Canada relaxes cannabis laws: what this might mean for the UK investor
Max is 18 years old and suffers from a severe form of epilepsy. He suffers from up to 100 seizures a day. His seizures have caused permanent brain damage leaving him with a mental age of a 5/6 year old, along with other health concerns. None of the medications he has been prescribed since the age of 4 have been able to get his seizures under control. His consultant openly stated within the programme that as he gets older there is a real possibility that a seizure may sadly end his life.
The programme followed Steph and Dom arming themselves with more knowledge about a treatment using cannabis oil; including speaking with the mothers of Billy Caldwell and Alfie Dingley.
In June 2018, the Home Secretary, Sajid Javid, set up an expert panel to consider licence applications for the treatment in cases of exceptional need following cases involving children such as Billy Caldwell and Alfie Dingley. In fact, Alfie’s case was the catalyst for a change in the law such that patients can be prescribed with medical cannabis.
As commented on by my colleague Nicola Finnerty in her previous blog, the use of marijuana in products and for medicinal use is becoming more prevalent with the changes in legislation around the world, including the UK. If you are considering the process of applying for a licence, prescribing as a doctor, or the implications of investing in a company which produces and/or sells marijuana, continue reading.
Cannabis is a controlled Class B drug under Part II, Schedule 2, of the Misuse of Drugs Act 1971. As such, it is unlawful to possess, supply, produce, and/or import a controlled drug except under a Home Office licence as stated section 5 of the Misuse of Drugs Regulations 2001 (MDR 2001) which states:
5. Where any person is authorised by a licence of the Secretary of State issued under this regulation and for the time being in force to produce, supply, offer to supply or have in his possession any controlled drug, it shall not by virtue of section 4(1) or 5(1) of the Act be unlawful for that person to produce, supply, offer to supply or have in his possession that drug in accordance with the terms of the licence and in compliance with any conditions attached to the licence.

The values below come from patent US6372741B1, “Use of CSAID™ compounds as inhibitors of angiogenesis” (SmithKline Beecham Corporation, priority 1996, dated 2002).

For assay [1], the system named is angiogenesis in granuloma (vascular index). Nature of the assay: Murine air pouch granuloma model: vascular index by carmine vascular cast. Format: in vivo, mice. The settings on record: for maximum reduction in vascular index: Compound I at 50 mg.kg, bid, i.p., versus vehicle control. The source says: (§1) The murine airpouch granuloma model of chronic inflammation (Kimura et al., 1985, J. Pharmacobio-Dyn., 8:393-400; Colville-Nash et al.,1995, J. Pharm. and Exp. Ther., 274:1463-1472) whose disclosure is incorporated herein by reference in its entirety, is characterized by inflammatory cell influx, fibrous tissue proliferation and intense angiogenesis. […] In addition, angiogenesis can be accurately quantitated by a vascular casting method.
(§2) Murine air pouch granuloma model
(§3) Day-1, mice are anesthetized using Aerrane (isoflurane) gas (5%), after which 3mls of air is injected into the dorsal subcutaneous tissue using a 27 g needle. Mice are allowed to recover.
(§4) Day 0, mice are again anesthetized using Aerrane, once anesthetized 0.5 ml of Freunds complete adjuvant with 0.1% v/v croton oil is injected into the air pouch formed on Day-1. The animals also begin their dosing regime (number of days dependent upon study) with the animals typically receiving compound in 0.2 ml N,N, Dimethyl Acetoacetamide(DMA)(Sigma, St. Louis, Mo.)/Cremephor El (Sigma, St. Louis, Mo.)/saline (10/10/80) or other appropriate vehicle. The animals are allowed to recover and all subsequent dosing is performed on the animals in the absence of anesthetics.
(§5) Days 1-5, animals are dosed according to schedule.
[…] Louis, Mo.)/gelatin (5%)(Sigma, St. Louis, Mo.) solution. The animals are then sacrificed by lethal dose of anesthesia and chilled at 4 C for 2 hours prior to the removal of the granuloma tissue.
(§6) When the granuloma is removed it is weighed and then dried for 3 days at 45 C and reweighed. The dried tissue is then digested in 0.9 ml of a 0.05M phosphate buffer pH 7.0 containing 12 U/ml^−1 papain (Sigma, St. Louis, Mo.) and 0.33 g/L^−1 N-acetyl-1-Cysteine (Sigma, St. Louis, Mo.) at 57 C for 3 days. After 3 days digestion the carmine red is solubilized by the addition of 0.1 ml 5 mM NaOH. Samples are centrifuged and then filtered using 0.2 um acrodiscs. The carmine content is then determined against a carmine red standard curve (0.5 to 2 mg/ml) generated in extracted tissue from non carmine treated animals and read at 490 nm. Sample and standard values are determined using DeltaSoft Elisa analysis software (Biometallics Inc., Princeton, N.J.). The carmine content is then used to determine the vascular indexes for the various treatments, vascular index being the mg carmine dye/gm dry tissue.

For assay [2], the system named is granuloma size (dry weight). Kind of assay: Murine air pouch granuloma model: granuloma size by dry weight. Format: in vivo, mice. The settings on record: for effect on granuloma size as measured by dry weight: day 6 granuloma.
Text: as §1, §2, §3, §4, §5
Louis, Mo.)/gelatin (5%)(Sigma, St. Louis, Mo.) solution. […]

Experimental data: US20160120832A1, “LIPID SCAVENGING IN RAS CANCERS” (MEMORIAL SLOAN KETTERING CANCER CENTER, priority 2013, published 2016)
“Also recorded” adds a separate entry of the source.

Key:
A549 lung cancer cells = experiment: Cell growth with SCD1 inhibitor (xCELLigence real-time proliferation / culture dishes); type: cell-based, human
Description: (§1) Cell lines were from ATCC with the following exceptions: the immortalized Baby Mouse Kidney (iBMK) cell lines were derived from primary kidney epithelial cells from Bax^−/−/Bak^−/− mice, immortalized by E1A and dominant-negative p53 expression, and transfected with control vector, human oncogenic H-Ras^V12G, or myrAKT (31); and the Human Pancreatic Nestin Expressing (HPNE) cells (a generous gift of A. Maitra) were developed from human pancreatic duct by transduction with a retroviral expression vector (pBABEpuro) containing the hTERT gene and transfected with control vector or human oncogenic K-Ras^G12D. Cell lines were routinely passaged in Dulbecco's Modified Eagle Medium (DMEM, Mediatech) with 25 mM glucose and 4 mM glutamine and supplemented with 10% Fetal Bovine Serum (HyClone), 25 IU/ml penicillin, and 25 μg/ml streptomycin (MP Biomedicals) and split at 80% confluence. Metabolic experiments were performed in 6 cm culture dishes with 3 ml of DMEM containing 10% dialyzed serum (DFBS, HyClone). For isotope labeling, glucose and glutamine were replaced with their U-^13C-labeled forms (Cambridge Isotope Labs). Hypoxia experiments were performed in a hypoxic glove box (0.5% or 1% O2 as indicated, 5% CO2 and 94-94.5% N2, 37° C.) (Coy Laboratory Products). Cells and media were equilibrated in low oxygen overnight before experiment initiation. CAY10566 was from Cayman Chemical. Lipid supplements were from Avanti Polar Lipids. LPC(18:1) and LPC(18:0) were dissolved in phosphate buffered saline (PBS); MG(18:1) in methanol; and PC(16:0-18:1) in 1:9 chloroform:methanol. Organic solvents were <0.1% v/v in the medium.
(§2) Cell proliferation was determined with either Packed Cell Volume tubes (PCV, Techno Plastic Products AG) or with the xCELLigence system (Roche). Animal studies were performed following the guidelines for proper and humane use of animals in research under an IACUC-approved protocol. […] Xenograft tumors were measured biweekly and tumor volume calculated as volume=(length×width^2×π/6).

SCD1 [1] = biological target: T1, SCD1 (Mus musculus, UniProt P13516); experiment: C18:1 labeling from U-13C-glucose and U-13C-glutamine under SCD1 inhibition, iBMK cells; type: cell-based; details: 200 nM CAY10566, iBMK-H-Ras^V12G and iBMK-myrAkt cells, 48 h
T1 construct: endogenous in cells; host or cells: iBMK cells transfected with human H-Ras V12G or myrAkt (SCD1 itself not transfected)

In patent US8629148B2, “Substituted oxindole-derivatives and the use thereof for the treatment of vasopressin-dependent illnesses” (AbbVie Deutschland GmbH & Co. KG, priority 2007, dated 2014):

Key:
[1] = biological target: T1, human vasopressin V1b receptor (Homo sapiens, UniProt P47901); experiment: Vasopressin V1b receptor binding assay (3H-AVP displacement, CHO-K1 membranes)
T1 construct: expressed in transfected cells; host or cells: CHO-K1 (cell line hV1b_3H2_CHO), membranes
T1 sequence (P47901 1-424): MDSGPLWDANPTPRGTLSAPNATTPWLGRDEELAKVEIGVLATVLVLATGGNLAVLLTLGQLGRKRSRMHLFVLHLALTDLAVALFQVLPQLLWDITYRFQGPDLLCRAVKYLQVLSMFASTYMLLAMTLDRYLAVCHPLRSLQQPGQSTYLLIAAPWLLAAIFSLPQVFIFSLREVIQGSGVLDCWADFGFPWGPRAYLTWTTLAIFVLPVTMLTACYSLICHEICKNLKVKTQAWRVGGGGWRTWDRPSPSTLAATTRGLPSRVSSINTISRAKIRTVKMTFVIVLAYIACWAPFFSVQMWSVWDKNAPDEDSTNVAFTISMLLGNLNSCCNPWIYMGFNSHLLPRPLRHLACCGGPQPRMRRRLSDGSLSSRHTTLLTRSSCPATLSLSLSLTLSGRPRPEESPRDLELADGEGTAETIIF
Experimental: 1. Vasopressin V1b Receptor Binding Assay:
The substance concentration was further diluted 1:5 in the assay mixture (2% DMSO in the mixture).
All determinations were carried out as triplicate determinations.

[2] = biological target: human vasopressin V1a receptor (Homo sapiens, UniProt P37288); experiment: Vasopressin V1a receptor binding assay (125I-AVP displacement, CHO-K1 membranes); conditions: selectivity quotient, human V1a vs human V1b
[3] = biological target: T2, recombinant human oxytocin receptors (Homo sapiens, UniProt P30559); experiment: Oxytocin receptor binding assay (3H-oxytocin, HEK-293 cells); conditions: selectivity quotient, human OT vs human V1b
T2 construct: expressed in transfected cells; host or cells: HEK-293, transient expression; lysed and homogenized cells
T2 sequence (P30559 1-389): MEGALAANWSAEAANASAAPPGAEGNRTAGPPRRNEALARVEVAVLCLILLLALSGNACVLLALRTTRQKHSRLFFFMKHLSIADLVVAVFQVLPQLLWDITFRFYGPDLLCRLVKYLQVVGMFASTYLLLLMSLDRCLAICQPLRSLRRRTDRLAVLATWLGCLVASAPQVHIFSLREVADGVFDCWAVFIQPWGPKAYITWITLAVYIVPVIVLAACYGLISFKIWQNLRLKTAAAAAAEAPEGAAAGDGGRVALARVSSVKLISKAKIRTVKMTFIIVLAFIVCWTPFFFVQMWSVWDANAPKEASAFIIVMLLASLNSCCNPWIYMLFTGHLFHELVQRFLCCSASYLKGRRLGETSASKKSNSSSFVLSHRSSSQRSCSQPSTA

Section 12 of the MDR 2001 expands on section 5, stating:
12. Where any person is authorised by a licence of the Secretary of State issued under this regulation and for the time being in force to cultivate plants of the genus Cannabis, it shall not by virtue of section 6 of the Act be unlawful for that person to cultivate any such plant in accordance with the terms of the licence and in compliance with any conditions attached to the licence.
There are a number of Cannabidiols (CBD) found in the cannabis plant. CBD is a chemical substance found in cannabis. Tetrahydrocannabinol (THC) is the principal psychoactive constituent of cannabis. In terms of medical treatments, there is much debate around whether CBD on its own is effective, without an element of THC.
Cultivation or possession of cannabis plants cannot lawfully be undertaken without a licence from the Home Office. Licenses are time-limited and there is a prescribed process which must be followed to obtain one. There are two separate licensing schemes depending on whether the cannabis is low or high in THC.